Also, consider building a standard folder structure based on value stream, project, or account. For The Lean Office, we organize our work into sprint folders. Within each folder, we have the same basic layout, along with any additional, sprint-specific files. For instance, I know that the “Sprint #9” folder will contain a project document, a requirements document, and a screen mockup file, at a minimum. How do we ensure those files are present in every case? We built and continue to maintain a template version of this folder structure (along with the most up-to-date version of each of those files I mentioned), and every new sprint starts with making a copy of this template folder and renaming it.
One final note here – please add signatures containing your contact information to emails. The amount of wasted time spent searching for this information would definitely make the top 10 list of wasteful office activities. I’m begging you – please help solve this epidemic!
While I would love to say that our folders stay clean and organized, the second law of thermodynamics tells us that processes tend to break down over time. Identify a specific time once a month and walk through the first few layers of your file structure, looking for abnormalities. Sometimes, those abnormalities will reveal a better process for setting up your electronic 5S. In that case, update your file naming and folder structure conventions.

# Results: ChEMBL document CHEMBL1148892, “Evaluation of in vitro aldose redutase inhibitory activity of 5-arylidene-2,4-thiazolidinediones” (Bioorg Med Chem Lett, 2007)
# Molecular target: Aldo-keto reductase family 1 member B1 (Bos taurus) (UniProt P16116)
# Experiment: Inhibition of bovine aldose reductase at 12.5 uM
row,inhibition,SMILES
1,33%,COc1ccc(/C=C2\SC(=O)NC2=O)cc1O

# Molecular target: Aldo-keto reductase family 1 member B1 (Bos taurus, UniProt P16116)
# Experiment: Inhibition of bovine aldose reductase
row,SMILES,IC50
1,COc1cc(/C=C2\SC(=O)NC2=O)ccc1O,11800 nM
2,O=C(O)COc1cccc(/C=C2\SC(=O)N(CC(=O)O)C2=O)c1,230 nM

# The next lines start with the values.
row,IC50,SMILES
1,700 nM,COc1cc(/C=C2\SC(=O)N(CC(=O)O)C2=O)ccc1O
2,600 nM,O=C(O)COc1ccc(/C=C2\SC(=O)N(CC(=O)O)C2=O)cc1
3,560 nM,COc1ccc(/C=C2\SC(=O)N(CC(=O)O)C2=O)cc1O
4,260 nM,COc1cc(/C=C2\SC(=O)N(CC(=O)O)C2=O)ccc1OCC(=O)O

One good strategy here is to use new employees to conduct this exercise. Not only are they the most likely candidate to suffer from poor electronic 5S practices within your office, but they often have the least fear of disrupting the status quo. Of course, be careful to ensure that they feel empowered to ask questions and recommend changes.
Standardize & Sustain
A main role for the lean manager is helping the team understand the benefits of office 5S. Reinforce good behavior by calling out examples of the above concepts in action and celebrating the team’s progress. Also, share personal experiences and the resulting frustration of times before these principles were in place. Reminding people of the old days, and how far they’ve come, is a powerful way to reinforce the new approach. This will also help newer employees understand how things were before, and why everyone in the office seems to care a lot about keeping things organized.
There are several tools available for helping you set up standard, sustainable checks on 5S in the office. In addition to setting up calendar reminders for teams and individuals to conduct audits, make use of auto-archive functionality in email inboxes and the last opened/created date options mentioned above.
If your desk looks like the one at the top of this post, clean it up. However, I’ll wager you waste more time searching for files and emails on your computer. Use the above concepts to help immediately identify abnormalities, and help your team become more efficient and effective at the same time. What about your experience? Any additional tips for aspiring lean managers for applying office 5S?
Do you have specific questions, or want help applying 5S in your office? We’re here to help! You can reach me here.